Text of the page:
The Review

Independent Student Voice of UVU

Calendar

June 2020
S M T W T F S
 123456
78910111213
14151617181920
21222324252627
282930  

Why the NBA should get rid of the luxury tax

This past NBA season may have been one of the most predictable of all time because of Kevin Durant signing with the Warriors as a free agent. Even casual NBA fans could have told you at the beginning of the season that the Golden State Warriors and Cleveland Cavaliers would end up meeting in the finals. That’s exactly what happened when the Warriors were crowned champions on June 12 after beating the Cavaliers in five games. These two teams have met three years in a row, and it appears that will be the case for years to come. There were many complaints about the lack of parity in the league during the season because everyone knew the end result. The league should get rid of the luxury and soft salary cap in favor of a hard salary cap like the NFL’s to gain better parity.

The salary cap in sports is a way for leagues to set a limit to the amount of money that teams can spend on players’ salaries, thus creating parity in the league for more competition. In the last NBA created collective bargaining agreement, or CBA, the salary cap will be at around $102 million for the 2017-18 season. This is a significant increase from just two years ago, when the salary cap was set to $84.74 million, creating more opportunities for teams to keep their players and giving the players a chance to make more money.

It’s a great thing to see teams be able to keep their best players and players earn more money for their efforts on the basketball court during the season. However, the soft salary cap and luxury tax rules have been damaging to the competitiveness at the top of the league. A soft salary cap means there are exceptions to the salary cap rule, allowing teams to go over the set amount. For example, if a player is already on a team, they can be paid over the salary cap limit to keep the player on the team by paying him more. The league tries to penalize teams for going over the cap with its luxury tax system, which forces teams to pay a fee according to how much they go over the cap. The idea is that the owners won’t want to pay that luxury tax fee, keeping their team’s salary at the salary cap limit. This has not been the case as of late for the top teams.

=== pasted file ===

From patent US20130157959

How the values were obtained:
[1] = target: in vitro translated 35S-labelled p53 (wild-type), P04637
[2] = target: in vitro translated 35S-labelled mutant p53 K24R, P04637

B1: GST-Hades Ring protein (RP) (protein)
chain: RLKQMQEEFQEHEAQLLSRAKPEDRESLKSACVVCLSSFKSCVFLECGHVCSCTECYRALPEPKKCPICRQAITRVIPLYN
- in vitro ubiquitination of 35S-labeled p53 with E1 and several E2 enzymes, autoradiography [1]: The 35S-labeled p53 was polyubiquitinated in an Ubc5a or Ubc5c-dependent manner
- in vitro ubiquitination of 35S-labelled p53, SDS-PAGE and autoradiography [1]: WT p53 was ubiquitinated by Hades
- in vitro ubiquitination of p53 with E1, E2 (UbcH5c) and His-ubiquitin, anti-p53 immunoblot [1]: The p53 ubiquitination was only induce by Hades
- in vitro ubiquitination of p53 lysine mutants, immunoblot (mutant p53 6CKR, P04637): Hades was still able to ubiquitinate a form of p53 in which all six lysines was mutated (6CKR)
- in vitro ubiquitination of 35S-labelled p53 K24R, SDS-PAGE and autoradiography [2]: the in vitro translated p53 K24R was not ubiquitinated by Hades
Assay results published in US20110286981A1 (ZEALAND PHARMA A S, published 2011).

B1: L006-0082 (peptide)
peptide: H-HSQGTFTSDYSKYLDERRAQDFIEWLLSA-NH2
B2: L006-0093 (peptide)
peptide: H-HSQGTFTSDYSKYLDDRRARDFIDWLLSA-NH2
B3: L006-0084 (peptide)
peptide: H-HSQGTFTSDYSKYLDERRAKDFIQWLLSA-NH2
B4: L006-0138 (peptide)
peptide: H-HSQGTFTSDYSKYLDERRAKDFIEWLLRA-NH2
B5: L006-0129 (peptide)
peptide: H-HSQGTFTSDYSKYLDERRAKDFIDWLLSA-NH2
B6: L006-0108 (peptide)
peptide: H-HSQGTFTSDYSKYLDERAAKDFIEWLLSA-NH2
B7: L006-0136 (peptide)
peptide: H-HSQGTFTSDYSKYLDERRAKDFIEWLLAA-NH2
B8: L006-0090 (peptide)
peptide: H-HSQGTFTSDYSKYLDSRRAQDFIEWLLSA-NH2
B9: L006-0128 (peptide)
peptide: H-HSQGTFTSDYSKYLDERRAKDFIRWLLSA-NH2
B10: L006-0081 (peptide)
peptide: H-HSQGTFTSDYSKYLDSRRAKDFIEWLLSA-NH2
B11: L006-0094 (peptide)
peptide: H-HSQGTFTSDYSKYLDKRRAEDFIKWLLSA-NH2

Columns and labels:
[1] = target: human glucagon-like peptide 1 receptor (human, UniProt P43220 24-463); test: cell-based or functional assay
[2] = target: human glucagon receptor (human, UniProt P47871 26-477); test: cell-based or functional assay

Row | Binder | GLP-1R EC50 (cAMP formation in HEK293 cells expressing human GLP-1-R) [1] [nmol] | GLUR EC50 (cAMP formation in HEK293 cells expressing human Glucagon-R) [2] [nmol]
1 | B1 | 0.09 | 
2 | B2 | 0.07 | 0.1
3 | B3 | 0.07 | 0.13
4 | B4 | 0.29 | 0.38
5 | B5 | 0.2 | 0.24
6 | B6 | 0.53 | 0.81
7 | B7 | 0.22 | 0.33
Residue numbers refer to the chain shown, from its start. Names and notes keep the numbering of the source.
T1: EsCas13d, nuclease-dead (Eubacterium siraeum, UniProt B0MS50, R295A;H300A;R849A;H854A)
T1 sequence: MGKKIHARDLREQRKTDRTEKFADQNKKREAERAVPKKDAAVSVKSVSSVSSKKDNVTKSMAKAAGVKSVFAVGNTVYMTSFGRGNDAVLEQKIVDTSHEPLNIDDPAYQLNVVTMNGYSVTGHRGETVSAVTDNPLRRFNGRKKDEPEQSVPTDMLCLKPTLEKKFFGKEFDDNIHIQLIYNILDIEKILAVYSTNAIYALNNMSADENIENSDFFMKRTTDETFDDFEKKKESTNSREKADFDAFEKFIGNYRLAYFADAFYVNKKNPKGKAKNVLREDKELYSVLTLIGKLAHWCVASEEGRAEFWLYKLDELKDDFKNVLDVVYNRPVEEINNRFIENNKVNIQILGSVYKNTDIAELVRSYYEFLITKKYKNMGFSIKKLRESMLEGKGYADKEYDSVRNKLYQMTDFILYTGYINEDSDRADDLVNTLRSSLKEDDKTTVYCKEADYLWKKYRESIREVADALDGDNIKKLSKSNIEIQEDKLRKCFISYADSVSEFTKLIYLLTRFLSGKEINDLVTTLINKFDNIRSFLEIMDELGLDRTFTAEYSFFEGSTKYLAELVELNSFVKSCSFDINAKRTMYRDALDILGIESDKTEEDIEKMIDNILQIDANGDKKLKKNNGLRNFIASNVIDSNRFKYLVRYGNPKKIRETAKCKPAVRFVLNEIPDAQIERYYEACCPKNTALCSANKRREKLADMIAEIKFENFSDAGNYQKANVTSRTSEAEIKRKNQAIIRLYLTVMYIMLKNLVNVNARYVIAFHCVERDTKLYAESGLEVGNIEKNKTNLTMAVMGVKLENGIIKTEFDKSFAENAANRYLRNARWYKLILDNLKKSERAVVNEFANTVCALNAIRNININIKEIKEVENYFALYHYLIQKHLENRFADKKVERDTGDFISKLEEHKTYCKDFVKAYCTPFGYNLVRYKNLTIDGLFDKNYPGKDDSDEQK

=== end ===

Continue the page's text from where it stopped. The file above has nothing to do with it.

In order to pay the demanding salaries of their top players like LeBron James, Kevin Love and Kyrie Irving, the Cavaliers have the highest payroll in the league at over $128 million this past season. The team has been over the cap since re-signing James and acquiring Love via trade, and the team had to pay the luxury tax penalty of $54 million after the 2015-2016 season. That is ridiculous. Even more astounding is that the second highest penalty, paid by the Los Angeles Clippers, was $19.9 million, more than $30 million less than that of the Cavaliers. The Warriors were third highest on the list at $14.5 million. It appears that owners do not care about going over the soft salary cap and paying the luxury tax penalty when their team is successful because two of the top three most penalized teams have been in the finals every year now.

The NBA should consider removing this soft salary cap and luxury tax system in favor of a hard salary cap system. This would help prevent teams from spending ludicrous amounts of money because they won’t be allowed to just pay a fee for going over the salary cap, and it will help the league have more competition during the season and playoffs. The best teams will still get to the finals, as they should, but it won’t be a complete bore for fans like this past season.

Avatar

Ryan Willie

3 thoughts on “Why the NBA should get rid of the luxury tax

  1. The league should give teams more money to spend if the averse temperature is below a certain number. That way Utah and Minnesota can get big name players.

  2. Maybe we shouldnt let teams that made it to the conference finals sign free agents during the middle of the season. The cave got big name guys for nothing. That’s not fair.

Leave a Reply

Your email address will not be published. Required fields are marked *

This site uses Akismet to reduce spam. Learn how your comment data is processed.